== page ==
Ensure the speed and efficiency of unmoderated user research is met with quality.
Unmoderated research is a very powerful tool. You get speed, efficiency and quick insights that can accelerate your team and move your product forward.
However, one of the challenges of unmoderated research is that when relying on people taking studies from remote locations, you remove some of your own quality control.
Therefore, there are a few steps that need to be taken when conducting online user research to ensure your speed and efficiency is met with quality.
First, you need to work with a partner that manages the panel of testers with rigor. They’ll ensure bots aren’t included, that ‘professional’ testers are screened out, and they’ll continuously review the panel’s quality and engagement with different studies.
Once you have that partnership, ensure you make data cleaning part of the process.
While you work with a panel partner, some respondents may still not provide quality responses when answering questions. That is par for the course in online user research. Market research has been managing this balance for years.
In fact, the industry norm is to expect that 10-15% of participants from a study will need to be removed. Jeff Sauro, founder of MeasuringU and the SUPR-Q user experience measurement, says researchers should expect to remove around 10% of respondents. “In our experience, around 10% of responses (often ranging from 3% to 20%) ‘cheat’ in surveys and unmoderated UX studies, and need to be tossed out or ‘cleaned’.”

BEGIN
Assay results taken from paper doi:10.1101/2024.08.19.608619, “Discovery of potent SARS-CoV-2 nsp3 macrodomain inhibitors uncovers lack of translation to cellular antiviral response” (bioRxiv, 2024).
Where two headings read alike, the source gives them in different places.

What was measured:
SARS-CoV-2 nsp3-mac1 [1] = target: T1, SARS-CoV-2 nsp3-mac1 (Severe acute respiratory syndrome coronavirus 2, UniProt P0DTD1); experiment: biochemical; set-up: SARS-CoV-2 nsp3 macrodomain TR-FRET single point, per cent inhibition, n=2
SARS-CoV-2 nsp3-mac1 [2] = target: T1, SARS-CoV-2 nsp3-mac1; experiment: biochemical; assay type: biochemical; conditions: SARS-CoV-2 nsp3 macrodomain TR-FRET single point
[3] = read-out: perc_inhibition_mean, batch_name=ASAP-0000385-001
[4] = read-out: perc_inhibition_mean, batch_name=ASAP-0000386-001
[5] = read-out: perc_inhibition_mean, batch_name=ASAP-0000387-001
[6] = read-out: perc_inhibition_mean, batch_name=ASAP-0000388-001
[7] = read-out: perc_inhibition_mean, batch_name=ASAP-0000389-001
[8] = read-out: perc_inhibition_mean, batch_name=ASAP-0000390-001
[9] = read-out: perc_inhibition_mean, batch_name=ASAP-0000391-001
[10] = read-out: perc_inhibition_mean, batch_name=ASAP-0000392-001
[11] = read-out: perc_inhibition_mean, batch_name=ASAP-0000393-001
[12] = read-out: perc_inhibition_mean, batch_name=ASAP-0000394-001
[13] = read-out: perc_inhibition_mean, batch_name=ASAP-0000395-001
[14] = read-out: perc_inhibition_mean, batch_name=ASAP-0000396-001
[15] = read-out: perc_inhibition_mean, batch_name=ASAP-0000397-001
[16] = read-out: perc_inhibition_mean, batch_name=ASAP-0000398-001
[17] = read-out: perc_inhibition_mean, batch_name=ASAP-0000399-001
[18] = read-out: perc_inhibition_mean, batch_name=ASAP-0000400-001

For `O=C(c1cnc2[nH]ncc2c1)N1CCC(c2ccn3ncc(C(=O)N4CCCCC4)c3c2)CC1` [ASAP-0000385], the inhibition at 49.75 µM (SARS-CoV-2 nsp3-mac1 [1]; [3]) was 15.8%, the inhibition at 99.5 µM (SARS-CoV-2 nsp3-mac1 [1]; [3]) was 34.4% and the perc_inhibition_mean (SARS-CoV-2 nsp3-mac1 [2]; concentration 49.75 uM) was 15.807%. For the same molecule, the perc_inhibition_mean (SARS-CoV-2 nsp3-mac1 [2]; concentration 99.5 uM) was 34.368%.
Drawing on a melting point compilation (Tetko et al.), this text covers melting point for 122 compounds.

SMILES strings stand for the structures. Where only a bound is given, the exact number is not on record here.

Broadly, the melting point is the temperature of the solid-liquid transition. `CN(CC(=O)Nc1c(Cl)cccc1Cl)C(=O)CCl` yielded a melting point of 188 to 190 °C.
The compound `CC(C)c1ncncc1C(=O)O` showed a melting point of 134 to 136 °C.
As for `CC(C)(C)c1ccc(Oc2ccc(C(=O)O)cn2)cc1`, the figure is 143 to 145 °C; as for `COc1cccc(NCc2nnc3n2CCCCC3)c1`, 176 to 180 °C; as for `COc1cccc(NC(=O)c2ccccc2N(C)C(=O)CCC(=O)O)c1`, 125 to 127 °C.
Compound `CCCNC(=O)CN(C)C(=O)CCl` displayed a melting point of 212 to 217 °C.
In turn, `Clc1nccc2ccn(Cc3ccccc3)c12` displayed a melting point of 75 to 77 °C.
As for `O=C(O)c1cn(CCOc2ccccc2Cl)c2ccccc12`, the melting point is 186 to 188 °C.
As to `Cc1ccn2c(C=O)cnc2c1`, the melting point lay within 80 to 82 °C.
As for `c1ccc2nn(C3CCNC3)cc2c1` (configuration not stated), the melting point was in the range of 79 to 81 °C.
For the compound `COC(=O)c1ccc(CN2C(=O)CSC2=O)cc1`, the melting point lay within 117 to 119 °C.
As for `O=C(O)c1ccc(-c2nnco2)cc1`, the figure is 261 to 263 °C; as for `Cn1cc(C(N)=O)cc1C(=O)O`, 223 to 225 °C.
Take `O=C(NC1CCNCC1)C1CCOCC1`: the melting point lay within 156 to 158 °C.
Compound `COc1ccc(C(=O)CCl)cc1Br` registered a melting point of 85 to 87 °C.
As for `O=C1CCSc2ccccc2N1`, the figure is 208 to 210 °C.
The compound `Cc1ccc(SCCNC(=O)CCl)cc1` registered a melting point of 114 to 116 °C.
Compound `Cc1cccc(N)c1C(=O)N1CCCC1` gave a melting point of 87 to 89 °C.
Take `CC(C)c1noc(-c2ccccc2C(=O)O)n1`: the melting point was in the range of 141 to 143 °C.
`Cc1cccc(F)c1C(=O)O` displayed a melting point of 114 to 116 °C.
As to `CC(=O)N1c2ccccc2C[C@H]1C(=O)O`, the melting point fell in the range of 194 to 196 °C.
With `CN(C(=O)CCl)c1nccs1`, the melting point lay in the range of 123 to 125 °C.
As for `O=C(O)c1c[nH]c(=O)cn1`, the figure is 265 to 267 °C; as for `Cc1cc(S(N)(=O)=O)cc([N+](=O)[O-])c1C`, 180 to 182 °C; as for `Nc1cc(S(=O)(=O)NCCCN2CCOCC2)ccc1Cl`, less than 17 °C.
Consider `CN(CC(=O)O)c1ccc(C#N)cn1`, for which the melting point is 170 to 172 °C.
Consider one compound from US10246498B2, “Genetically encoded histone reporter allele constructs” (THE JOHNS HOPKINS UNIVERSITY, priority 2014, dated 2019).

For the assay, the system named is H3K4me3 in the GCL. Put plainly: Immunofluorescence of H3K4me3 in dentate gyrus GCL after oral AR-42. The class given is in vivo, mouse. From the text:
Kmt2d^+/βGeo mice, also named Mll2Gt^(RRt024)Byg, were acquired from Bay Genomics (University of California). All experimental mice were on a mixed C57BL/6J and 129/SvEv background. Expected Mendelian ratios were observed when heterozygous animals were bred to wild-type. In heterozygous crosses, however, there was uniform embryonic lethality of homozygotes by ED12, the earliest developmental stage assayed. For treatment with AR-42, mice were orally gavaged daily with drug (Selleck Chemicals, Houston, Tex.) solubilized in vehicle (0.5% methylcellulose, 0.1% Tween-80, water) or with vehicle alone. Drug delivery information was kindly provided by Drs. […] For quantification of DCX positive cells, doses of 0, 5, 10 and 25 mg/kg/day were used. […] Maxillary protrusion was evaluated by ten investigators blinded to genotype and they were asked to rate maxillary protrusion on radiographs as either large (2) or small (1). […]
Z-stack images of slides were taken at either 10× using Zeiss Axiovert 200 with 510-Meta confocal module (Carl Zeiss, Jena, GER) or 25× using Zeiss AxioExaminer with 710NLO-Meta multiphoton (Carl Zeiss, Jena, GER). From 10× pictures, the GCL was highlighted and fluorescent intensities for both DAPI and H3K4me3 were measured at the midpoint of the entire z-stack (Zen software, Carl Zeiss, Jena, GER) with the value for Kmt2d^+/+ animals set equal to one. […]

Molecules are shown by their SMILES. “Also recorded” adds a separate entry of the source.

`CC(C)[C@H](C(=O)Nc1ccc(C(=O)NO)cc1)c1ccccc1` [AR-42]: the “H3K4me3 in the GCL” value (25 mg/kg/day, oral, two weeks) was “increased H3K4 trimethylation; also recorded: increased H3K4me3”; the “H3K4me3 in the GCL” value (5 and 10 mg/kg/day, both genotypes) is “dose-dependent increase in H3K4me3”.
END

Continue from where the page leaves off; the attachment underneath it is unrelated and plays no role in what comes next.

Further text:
So it’s important to make data cleaning part of your process for any unmoderated research you conduct. If you’re conducting a think-out-loud study with 10 participants, you’ll likely need to remove one person due to them not talking or poor audio quality. If you run a survey with 100 participants, you’ll likely need to remove about 10 participants due to nonsensical open-ended commentary.
In the market research industry, it is actually a best practice to include an open-end question in surveys, to be able to easily filter out low-quality respondents. Again, it’s all part of the process.
So when conducting a research plan, try to follow the steps below to ensure your final results are actionable, based on quality data:
One thing to keep in mind when removing respondents is asking yourself, “Is their answer really low quality, or does it make sense in the scenario?” For example, if they respond, “I don’t know” to a question, that answer may make sense and be sufficient. While you may not like the response, if you remove them you may bias the data. Also, try to look at their answers holistically, across different questions.
In a study I ran recently, someone said “The instructions are not clear,” in one open-end response, in another they provided a long, thoughtful answer, and in another they said, “I don’t know.” Therefore, looking at their responses together I decided to keep this participant in, as they were likely answering honestly for each question.
In another study I reviewed, there was a follow-up question to a click task asking, “Why did you click in that area?” I had to ask myself, how would I answer that question? I would probably say, “Because it makes sense” or, “It’s similar to other sites I’ve seen before”. So part of getting thoughtful open-end responses, is to write good and specific questions. Encourage participants to provide detail, and type one-two sentences.
So when you run your next unmoderated project, be sure to embed data cleaning into your process. This step will not only ensure you have high-quality data, but will also save you time in the long run and ensure you’re making decisions with confidence.